lua-users home
lua-l archive

[Date Prev][Date Next][Thread Prev][Thread Next] [Date Index] [Thread Index]

Last time I checked, the "~" character was the standard logical symbol
for "not." At least it was in my statistics class (e.g. "A|~B"). So
really the tilde character makes more sense to me (though I admit my
knowledge about this topic is somewhat limited).

Does anyone have a good reason why "!=" should be used that does not
reference other languages? I think this is an important point since Lua
was designed to allow non-programmers and artists to write scripts,
these people probably haven't been exposed to the "!=" format. Whereas
with the "~=" operator, at least this would be familiar to people who
took logic courses.

I've never heard of '~' being 'Not'. Maybe because I never studied statistics..

To me, saying you 'can't reference other languages' is a bit silly. As other people have mentioned, it's a trivial change to the interpreter, and an easy search/replace change in Lua source (assuming you also get rid of the ~= operator), and it DOES match LOTS of other languages.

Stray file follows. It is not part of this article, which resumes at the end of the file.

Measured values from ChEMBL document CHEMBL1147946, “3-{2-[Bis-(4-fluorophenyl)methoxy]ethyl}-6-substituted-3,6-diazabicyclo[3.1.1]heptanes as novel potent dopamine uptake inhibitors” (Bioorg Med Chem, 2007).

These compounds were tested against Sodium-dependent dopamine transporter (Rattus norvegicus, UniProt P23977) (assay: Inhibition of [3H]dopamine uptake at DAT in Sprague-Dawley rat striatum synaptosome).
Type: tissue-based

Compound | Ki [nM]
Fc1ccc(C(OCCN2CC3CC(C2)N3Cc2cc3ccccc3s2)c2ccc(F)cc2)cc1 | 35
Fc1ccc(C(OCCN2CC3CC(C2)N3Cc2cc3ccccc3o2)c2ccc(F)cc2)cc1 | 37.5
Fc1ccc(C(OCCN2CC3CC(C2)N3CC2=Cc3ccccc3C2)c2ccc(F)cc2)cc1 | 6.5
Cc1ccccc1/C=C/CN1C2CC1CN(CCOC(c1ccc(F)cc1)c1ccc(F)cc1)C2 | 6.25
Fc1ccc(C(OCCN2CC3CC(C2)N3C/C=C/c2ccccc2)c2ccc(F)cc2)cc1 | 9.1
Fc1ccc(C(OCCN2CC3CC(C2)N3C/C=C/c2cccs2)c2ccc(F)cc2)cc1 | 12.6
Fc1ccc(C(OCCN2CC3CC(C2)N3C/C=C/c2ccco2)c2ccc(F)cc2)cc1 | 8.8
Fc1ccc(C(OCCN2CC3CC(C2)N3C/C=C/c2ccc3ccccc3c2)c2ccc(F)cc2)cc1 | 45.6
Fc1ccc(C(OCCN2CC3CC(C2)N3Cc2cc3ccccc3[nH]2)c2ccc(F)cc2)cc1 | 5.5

BTW, I'd also be happy with <>, but ~= is just 'unique', and has different meanings in other languages ('matches' in perl, and ~ means 'ones complement' in C, and possibly other languages).

Lots of people have been exposed to '!=' who you might not traditionally call 'programmers' - people who've fiddled with Perl, or Javascript or PHP etc.

Being 'different' for no reason other than 'it's a different language and that's what it is' is just an unnecessary stumbling block towards ease of use.

(I have less issues with --, personally, I'd like to be able to use either //, # or --)

Also, I don't see any problems with having both ~= and !=, as long as it doesn't add more than a line or two to the source code.

Paul				VPOP3 - Internet Email Server/Gateway